Ecommerce is here to stay, and so will the online contract for the purchase of the sale of goods. These transactions are all too common now. This is evidence by the reduction of brick-n-mortar stores around the country. While principles of contract require a meeting of the minds between the seller and the buyer, many buyers do not care to read the terms of what they are agreeing to buy. Making the purchase is of utmost importance and the buyer will not allow anything to stand in the way of the purchase of those hot sneakers or a t-shirt.
Many sales are taking place between states across state lines. While on the paper contract the parties know each other, that is not the case online. One thing for sure that distinguishes the in-person contract from the online contract, there is no room for a bargain. The dance of the bargain is gone when buying online. The only option the buyer has is to shop around for a comparable item at a lower price from another online vendor.
So, the electronic age has brought upon the electronic contract. Where the buyer must agree to the terms of the sale and the agreement. The buyer must affirm acceptance of the terms of the sale and the buyer must express that he or she understands the terms of the sale. The Uniform Electronic Transactions Act (UETA) was specifically passed by Congress to recognize and validate the electronic transaction process. The importance of this Act is that the electronic record of the transaction can then be used to affirm the existence of a contract.
While the UETA does not provide for authenticating the signature of the buyer as a form of electronic signatures, the E-Sign Act does (Electronic Signatures in Global and National Commerce Act). State laws that differ are preempted.
While contracts online do not change the principles of contracts, the online contracts change the landscape of contracting. It is crucial for the seller to know who they are selling to and if they are of legal age to contract. The Children’s Online Privacy Protection Act (COPPA) was intended to protect children while online. The online process for authentication would required collecting of private information. If the buyer does not have contractual capacity, then there is a problem with the contract’s enforceability. What information is the merchant actually getting when a minor is seeking to buy online? The merchant does not know who its and if it is a minor, if there is parental supervision over the transaction, for example for anti-depressant pills from another country.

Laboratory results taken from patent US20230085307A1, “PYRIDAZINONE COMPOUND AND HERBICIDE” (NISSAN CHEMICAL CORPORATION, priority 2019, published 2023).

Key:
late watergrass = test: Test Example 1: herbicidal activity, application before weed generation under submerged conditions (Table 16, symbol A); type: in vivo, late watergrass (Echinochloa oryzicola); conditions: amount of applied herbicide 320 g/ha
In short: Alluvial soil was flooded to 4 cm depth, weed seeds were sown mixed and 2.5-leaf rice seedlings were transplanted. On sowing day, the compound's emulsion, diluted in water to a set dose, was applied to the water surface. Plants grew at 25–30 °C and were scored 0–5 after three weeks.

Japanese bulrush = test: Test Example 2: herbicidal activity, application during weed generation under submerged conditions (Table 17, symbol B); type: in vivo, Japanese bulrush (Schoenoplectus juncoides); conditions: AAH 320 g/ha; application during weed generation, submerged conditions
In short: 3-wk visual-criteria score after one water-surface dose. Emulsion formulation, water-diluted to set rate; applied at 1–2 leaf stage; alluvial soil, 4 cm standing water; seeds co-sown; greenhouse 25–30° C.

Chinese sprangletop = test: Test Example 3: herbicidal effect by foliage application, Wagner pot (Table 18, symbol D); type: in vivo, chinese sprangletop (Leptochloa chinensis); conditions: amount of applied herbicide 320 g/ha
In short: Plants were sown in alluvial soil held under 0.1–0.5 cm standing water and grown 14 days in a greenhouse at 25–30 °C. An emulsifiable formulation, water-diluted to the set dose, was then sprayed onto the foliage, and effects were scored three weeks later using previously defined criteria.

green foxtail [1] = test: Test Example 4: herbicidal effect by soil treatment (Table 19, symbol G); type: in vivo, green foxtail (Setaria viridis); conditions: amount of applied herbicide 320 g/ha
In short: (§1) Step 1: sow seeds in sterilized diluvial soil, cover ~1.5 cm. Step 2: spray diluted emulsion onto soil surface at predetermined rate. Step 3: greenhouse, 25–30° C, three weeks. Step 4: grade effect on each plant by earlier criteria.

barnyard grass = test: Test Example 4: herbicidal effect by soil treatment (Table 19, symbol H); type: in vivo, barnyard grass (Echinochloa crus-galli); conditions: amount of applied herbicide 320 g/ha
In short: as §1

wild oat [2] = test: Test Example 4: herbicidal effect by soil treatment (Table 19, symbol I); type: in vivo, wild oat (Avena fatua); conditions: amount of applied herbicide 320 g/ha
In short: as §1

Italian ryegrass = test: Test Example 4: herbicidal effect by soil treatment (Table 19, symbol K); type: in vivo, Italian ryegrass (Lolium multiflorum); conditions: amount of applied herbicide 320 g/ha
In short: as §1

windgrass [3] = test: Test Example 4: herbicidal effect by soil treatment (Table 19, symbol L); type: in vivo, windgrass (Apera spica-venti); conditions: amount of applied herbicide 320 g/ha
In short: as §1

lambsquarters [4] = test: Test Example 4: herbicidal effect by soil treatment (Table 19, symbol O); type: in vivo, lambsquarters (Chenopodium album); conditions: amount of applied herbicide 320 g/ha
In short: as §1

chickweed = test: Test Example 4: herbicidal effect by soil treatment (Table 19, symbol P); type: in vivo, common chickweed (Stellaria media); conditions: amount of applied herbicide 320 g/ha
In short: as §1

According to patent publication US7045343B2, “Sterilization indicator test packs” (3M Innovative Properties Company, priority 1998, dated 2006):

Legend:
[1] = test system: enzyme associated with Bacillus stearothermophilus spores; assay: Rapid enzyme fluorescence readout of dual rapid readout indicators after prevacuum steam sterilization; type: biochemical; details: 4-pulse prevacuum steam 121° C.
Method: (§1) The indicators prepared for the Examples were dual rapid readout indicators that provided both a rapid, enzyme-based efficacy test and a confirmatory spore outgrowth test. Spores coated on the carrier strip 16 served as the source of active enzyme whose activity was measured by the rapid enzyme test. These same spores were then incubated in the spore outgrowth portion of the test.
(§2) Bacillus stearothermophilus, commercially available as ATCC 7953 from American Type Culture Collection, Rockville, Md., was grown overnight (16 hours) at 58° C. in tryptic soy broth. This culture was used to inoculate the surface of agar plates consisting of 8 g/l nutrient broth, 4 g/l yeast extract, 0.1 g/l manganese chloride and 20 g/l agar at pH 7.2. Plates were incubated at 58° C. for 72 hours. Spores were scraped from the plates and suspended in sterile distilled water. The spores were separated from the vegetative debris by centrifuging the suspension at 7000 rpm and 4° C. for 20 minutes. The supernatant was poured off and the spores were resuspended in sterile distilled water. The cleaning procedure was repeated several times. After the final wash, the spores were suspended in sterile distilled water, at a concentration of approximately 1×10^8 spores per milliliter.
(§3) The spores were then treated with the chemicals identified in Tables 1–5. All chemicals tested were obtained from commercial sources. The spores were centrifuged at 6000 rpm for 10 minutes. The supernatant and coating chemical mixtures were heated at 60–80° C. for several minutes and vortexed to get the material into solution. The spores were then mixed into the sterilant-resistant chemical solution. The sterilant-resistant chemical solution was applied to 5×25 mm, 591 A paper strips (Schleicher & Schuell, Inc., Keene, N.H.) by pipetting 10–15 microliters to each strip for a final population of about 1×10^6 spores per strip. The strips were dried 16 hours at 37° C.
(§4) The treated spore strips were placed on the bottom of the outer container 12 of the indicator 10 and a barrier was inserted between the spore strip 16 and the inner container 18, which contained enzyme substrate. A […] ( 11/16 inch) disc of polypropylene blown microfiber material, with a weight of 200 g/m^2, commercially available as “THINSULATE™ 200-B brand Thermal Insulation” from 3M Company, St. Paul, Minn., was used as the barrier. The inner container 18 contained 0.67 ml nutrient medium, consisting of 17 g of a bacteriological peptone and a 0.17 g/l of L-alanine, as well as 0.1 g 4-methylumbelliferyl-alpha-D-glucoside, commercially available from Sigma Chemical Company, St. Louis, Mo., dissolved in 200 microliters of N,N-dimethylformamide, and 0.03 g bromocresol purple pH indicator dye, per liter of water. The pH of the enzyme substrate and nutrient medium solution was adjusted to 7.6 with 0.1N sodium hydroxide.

There are ways that merchants are trying to solve this conundrum. Email point of verifications are being used by merchants and asking the buyer to set up an email and identification criteria in hopes of future sales and to verify authenticity and identification of the buyer. Text and instant messages are also used by merchants to provide and additional layer of identification.
While contracts have gone digital the basis of a contract remain the same with a few wrinkles to consider, from a merchant’s perspective. From a parent’s perspective, “what are you doing?” It is not a good idea to allow your minor to use your credit card and passing themselves on as if they are you in making a purchase online.
While this piece touched upon online contracts, it did not cover the online contracts for business, merchants, distributers, and manufacturers, i.e. the end-user license contracts. This type of contract online does allow for the seller to get the identify the buyer/licensee of the product. So, as digital contracts are formed daily in the hundreds of thousands, loading up cloud storage databases throughout the country, digital transactions are crossing state lines, and contracts may or may not be enforceable. The world of ecommerce has also brought upon entrepreneurs who are also under age and are entering into online contracts. Who is to tell? Wow!
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